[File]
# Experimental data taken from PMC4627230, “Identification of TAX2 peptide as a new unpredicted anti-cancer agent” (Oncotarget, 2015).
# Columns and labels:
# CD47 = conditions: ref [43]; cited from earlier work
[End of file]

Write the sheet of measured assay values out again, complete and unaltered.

# Experimental data taken from PMC4627230, “Identification of TAX2 peptide as a new unpredicted anti-cancer agent” (Oncotarget, 2015).
# Columns and labels:
# CD47 = conditions: ref [43]; cited from earlier work